• A love of monologues coupled with poor listening skills. Bad listeners rarely profit from the wisdom of their associates.
• A tendency to display contempt for the ideas of others. Hypercritical executives often have few stellar accomplishments of their own.
• A history of emphasizing activity, like hours worked or meetings attended, over accomplishment. Energy without objective rarely leads to improved organizational performance.
• A career marked by numerous misunderstandings. There are two sides to every story, but frequent interpersonal problems shouldn’t be overlooked.
• A superb ability to compartmentalize and/or rationalize. Some executives have learned to separate, in their own minds, their bad behavior from their better qualities, so that their misdeeds don’t diminish their opinions of themselves. An important internal check is missing. Others are always ready to cite a higher purpose to justify their bad decisions.
• Don’t assume that past success is a predictor of future success. As CEO, an executive will face a whole new set of personalities and conditions, especially when switching companies.
• Investigate a candidate’s integrity and interpersonal skills as part of a thorough background check. Conduct extensive and confidential discussions with former associates.
• In interviews, ask candidates how they have handled setbacks and challenges in the past, as well as personal interactions. Let them know that the search committee will check the veracity of their answers.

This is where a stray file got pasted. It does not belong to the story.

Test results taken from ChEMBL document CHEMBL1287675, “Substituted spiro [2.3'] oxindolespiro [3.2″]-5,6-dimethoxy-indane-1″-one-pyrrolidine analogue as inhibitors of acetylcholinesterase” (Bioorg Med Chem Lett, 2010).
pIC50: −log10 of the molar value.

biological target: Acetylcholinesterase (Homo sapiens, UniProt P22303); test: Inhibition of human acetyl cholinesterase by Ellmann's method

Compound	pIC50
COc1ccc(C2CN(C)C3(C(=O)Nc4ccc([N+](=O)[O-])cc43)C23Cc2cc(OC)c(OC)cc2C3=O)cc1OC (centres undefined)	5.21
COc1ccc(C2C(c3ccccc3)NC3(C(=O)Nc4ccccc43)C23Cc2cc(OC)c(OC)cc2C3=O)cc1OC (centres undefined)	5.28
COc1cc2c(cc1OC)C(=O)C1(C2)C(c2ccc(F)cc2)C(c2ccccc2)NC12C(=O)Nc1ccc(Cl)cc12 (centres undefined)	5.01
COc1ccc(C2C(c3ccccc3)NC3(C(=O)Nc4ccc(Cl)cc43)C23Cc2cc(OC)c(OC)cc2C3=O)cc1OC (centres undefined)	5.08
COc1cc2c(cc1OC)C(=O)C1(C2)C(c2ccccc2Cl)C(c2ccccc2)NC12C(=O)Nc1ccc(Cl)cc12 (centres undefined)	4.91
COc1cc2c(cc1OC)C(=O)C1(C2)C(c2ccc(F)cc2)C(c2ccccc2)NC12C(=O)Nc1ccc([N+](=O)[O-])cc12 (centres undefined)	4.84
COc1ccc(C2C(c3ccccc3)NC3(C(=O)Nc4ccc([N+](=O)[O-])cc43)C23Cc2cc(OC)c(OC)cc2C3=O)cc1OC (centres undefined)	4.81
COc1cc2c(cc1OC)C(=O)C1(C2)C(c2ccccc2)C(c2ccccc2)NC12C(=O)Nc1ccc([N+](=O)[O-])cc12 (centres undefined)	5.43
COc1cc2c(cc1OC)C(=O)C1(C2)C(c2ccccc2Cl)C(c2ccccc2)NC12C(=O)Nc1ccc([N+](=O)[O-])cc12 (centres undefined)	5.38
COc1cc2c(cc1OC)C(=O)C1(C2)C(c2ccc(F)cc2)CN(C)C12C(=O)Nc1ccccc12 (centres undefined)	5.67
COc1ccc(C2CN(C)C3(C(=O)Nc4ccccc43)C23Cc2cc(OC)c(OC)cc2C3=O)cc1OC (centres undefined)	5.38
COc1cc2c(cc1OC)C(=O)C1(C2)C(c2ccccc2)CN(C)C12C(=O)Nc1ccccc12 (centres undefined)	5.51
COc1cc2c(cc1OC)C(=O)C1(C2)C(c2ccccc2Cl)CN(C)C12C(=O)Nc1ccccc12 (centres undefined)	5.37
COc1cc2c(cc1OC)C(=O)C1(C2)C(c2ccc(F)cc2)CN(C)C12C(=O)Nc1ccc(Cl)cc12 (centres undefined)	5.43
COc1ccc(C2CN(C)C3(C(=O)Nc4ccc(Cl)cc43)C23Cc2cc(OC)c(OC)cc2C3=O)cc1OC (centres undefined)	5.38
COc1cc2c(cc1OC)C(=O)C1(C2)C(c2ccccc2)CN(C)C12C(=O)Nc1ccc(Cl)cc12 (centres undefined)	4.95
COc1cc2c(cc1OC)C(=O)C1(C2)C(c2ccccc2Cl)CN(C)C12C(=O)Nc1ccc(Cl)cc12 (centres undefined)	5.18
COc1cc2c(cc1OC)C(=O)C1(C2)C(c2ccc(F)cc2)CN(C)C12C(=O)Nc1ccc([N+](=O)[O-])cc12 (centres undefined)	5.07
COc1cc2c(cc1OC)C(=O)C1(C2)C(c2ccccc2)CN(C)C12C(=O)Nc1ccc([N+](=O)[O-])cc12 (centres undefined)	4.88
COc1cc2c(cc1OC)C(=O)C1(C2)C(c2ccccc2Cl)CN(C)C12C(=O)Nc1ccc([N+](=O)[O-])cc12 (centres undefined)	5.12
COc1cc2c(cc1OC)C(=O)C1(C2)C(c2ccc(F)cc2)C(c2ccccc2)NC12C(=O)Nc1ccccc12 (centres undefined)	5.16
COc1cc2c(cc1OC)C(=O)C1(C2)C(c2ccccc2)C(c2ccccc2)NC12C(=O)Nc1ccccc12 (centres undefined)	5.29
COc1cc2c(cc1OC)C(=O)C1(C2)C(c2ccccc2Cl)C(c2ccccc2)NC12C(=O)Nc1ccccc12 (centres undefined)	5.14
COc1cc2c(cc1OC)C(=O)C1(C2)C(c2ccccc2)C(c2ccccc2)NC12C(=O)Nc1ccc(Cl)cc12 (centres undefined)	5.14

• In examining the course of a candidate’s promotions, pay close attention to how the candidate reacted when given new responsibilities that significantly increased his or her power.
• Determine how much of an executive’s career success has been based on favorable economic and industry conditions and the support of colleagues, and how much has been based on the executive’s individual efforts. Pay close attention to how candidates performed when industry conditions were bad, when controversies arose or when difficult decisions had to be made.
• Each finalist for the CEO position should be provided with a detailed job preview. The preview should highlight the differences between the candidate’s current position and the CEO position.
• Be clear about ethics. Provide as much information as possible to finalists about how the board expects shareholders, prospective investors, customers, employees, financial institutions, auditors, regulators, political figures and other stakeholders to be treated.